Written by Roy Schlische with contributions from Michael Durcanin and Alissa Henza
On July 1, 2020, after 20 years at Rutgers, Dr. Martha Oliver Withjack made the transition from tenured professor to professor emerita. We wish Martha all the best during this next phase of her life. Below are some highlights of her professional career. After graduating from Middlesex High School, Martha majored in mathematics at Rutgers’ Douglass College. She also studied geology, but the major was not open to the women of Douglass. She next moved to Providence, Rl, earning a Ph.D. from Brown University. Her first job after graduate school was with Cities Service Company in Tulsa, OK, where she was the first woman geologist hired in the research laboratory. Subsequently, she worked for ARCO Oil & Gas Company in Plano, TX, and Mobil Technology Corporation in Dallas, TX, becoming an expert in the fields of extensional and salt tectonics and the interpretation of seismic-reflection data. When Exxon and Mobil announced their merger in 1999, Martha chose to return to her alma mater to train the next generation of geoscientists. At Cities Service Company, Martha began her research on interpretation of seismic-reflection data and analog modeling of geologic structures. She later built modeling laboratories at ARCO and Mobil. At Rutgers, she designed and built state-of-the-art facilities for seismic-interpretation and analog modeling. Many undergraduate and graduate students have benefited from using these facilities to conduct their research projects. Three of Martha’s top-five-cited papers deal with experimental modeling; the others involve fault zones and the rift-to-drift transition on the passive margin of eastern North America. A recent paper showing the complicated fault patterns associated with multiphase extension was featured on the cover of AAPG Bulletin during its 100th anniversary. The results of Martha’s research have made their way into both industry and academic training courses, highlighting the long-standing relevance of her work. Martha won the AAPG J.C. “Cam” Sproule Memorial award in 1986 given to recognize young authors; she received the George C. Matson award in 2000 for best presentation at the 1999 AAPG National Convention. Over her 20-year career at Rutgers, Martha taught a variety of courses, of which I highlight four. In Structural Geology and Advanced Tectonics, she taught practical applications of structural geology by incorporating examples from analog models, synthetic seismic profiles, and actual 2D and 3D seismic-reflection data from around the world. The Field Geology course involved several field sites along the shores of the Bay of Fundy; she had visited some of these sites since the 1980s as part of field seminars used in industry training.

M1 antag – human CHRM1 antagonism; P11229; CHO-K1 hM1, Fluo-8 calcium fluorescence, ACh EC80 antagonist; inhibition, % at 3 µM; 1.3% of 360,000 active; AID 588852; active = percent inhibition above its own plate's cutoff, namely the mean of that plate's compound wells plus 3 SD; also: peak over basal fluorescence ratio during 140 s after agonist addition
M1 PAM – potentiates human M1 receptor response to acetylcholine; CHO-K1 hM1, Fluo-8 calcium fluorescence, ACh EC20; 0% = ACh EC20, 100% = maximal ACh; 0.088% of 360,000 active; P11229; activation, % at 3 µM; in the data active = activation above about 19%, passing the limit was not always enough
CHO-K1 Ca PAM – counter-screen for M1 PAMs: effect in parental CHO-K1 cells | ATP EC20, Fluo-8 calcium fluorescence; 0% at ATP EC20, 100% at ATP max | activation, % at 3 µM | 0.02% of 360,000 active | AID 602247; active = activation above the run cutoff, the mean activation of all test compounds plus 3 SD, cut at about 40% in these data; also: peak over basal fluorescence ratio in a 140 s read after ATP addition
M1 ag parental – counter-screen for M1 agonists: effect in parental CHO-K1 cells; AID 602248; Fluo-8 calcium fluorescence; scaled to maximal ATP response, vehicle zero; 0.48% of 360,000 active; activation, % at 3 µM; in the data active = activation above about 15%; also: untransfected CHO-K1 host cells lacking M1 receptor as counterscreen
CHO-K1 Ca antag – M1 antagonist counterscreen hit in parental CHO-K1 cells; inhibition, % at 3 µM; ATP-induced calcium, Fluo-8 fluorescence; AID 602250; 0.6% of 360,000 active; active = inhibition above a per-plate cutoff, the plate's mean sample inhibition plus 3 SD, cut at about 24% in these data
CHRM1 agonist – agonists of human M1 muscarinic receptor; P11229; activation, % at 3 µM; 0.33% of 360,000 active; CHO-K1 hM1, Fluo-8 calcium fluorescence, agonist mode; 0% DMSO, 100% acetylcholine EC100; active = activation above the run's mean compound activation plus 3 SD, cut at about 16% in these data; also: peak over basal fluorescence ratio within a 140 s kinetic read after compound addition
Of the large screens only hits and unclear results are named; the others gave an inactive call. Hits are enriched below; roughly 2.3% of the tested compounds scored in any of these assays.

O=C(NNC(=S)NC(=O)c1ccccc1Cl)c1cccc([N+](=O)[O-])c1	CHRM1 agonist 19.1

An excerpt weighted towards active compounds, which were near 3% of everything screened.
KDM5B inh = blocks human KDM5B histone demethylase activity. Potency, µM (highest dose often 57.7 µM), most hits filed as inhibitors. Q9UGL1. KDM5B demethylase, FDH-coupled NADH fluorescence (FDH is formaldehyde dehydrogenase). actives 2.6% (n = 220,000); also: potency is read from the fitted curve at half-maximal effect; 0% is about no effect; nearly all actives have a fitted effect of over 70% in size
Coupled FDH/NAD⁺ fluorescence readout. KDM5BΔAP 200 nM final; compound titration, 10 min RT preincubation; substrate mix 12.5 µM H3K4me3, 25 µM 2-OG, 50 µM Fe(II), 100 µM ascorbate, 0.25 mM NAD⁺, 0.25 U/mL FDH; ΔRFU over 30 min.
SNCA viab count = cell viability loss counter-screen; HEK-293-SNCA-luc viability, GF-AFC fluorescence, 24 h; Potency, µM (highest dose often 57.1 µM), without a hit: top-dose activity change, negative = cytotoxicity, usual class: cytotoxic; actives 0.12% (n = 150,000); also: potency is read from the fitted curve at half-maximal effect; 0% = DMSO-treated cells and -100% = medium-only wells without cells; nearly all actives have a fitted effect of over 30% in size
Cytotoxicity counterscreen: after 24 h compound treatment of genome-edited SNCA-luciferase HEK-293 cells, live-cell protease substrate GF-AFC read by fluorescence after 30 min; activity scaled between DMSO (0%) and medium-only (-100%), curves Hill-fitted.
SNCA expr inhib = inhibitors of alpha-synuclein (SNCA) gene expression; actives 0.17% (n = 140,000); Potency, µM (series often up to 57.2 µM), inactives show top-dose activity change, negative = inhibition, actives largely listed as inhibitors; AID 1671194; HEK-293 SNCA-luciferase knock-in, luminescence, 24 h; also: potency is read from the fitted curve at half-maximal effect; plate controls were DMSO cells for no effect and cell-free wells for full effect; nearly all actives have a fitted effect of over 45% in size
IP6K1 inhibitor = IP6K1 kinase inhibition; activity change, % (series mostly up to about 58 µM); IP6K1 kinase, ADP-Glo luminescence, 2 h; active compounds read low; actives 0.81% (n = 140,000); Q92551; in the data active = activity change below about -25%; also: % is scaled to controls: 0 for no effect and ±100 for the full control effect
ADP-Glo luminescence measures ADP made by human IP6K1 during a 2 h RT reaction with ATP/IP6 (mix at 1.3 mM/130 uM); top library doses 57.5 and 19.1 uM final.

The exploration game was the capstone project of the Oil and Gold class. It required students to solve a 3D, multi-variable problem. Students would spend “money” to buy blocks and to drill to a specified depth. Students would earn money for each play identified; some blocks had as many as three plays, but, of course, most blocks had none. Martha developed a more challenging version for the Structural Geology class, where it proved equally popular. Wrote one student in the course evaluation: “The interactive way in which the course was taught made it easy for us to grasp the large amount of information presented to us. It also made lectures fun.” Martha’s service included the following:
1) associate editor for AAPG Bulletin and GSA Bulletin;
2) AAPG Distinguished Lecturer;
3) chair of GSA’s Structural Geology and Tectonics division;
4) co-presenter for AAPG and GSA short courses on experimental modeling and seismic expression
of structural styles;
5) department liaison for the ESTEEMS Project (Establishing Excellence in Education and Mathematics and Science), a Rutgers/K-12 partnership,
6) 14-year membership on the graduate admissions committee; and
7) co-leader of multiple field trips, the most recent being a Newark basin trip for the Field Conference of Pennsylvania Geologists.
The training of the next generation of geologists involves research, teaching, and service. Martha trained 10 undergraduate and 25 graduate students. She was their technical advisor, editor, and professional mentor. For many students who were far from home, especially those from Indonesia, Costa Rica, and Colombia, she also looked after their well-being by organizing weekend hikes and pot-luck dinners. Additional examples of her selflessness were her continued financial support of her students throughout the school year via consulting/research projects with multiple energy companies. Funds were used to support the Structure Lab and students during the summer months. Of all the accomplishments of a distinguished career, Martha is most proud of her role as a mentor who encouraged and challenged her students.